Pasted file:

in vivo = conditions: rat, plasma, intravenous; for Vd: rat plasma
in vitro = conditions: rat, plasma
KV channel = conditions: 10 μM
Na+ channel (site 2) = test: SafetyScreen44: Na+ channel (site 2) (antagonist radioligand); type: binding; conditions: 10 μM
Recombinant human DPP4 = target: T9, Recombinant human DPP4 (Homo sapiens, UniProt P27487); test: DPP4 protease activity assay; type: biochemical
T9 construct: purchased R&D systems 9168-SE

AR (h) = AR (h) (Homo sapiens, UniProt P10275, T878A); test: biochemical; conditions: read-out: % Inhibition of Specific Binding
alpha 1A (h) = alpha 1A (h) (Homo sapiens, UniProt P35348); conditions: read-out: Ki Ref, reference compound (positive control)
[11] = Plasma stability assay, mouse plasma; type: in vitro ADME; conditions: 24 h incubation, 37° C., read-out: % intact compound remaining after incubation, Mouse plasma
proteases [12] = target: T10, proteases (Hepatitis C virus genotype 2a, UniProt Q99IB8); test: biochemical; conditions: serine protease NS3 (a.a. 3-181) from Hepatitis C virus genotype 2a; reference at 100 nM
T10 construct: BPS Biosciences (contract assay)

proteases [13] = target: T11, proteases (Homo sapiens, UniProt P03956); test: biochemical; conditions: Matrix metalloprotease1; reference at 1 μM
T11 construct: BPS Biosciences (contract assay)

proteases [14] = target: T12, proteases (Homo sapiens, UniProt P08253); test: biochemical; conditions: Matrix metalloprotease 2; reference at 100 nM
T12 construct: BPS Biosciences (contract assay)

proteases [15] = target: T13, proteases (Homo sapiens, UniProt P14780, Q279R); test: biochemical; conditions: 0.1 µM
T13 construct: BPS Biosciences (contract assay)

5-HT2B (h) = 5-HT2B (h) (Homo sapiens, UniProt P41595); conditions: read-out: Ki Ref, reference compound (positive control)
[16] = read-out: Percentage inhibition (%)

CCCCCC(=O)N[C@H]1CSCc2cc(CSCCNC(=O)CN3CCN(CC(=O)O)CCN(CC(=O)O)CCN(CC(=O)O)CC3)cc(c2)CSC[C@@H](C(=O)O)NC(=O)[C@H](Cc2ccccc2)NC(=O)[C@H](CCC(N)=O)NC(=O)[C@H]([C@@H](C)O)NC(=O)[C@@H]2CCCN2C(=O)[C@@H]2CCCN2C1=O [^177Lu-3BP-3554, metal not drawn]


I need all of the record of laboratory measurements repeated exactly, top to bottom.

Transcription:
in vivo = conditions: rat, plasma, intravenous; for Vd: rat plasma
in vitro = conditions: rat, plasma
KV channel = conditions: 10 μM
Na+ channel (site 2) = test: SafetyScreen44: Na+ channel (site 2) (antagonist radioligand); type: binding; conditions: 10 μM
Recombinant human DPP4 = target: T9, Recombinant human DPP4 (Homo sapiens, UniProt P27487); test: DPP4 protease activity assay; type: biochemical
T9 construct: purchased R&D systems 9168-SE

AR (h) = AR (h) (Homo sapiens, UniProt P10275, T878A); test: biochemical; conditions: read-out: % Inhibition of Specific Binding
alpha 1A (h) = alpha 1A (h) (Homo sapiens, UniProt P35348); conditions: read-out: Ki Ref, reference compound (positive control)
[11] = Plasma stability assay, mouse plasma; type: in vitro ADME; conditions: 24 h incubation, 37° C., read-out: % intact compound remaining after incubation, Mouse plasma
proteases [12] = target: T10, proteases (Hepatitis C virus genotype 2a, UniProt Q99IB8); test: biochemical; conditions: serine protease NS3 (a.a. 3-181) from Hepatitis C virus genotype 2a; reference at 100 nM
T10 construct: BPS Biosciences (contract assay)

proteases [13] = target: T11, proteases (Homo sapiens, UniProt P03956); test: biochemical; conditions: Matrix metalloprotease1; reference at 1 μM
T11 construct: BPS Biosciences (contract assay)

proteases [14] = target: T12, proteases (Homo sapiens, UniProt P08253); test: biochemical; conditions: Matrix metalloprotease 2; reference at 100 nM
T12 construct: BPS Biosciences (contract assay)

proteases [15] = target: T13, proteases (Homo sapiens, UniProt P14780, Q279R); test: biochemical; conditions: 0.1 µM
T13 construct: BPS Biosciences (contract assay)

5-HT2B (h) = 5-HT2B (h) (Homo sapiens, UniProt P41595); conditions: read-out: Ki Ref, reference compound (positive control)
[16] = read-out: Percentage inhibition (%)

CCCCCC(=O)N[C@H]1CSCc2cc(CSCCNC(=O)CN3CCN(CC(=O)O)CCN(CC(=O)O)CCN(CC(=O)O)CC3)cc(c2)CSC[C@@H](C(=O)O)NC(=O)[C@H](Cc2ccccc2)NC(=O)[C@H](CCC(N)=O)NC(=O)[C@H]([C@@H](C)O)NC(=O)[C@@H]2CCCN2C(=O)[C@@H]2CCCN2C1=O [^177Lu-3BP-3554, metal not drawn]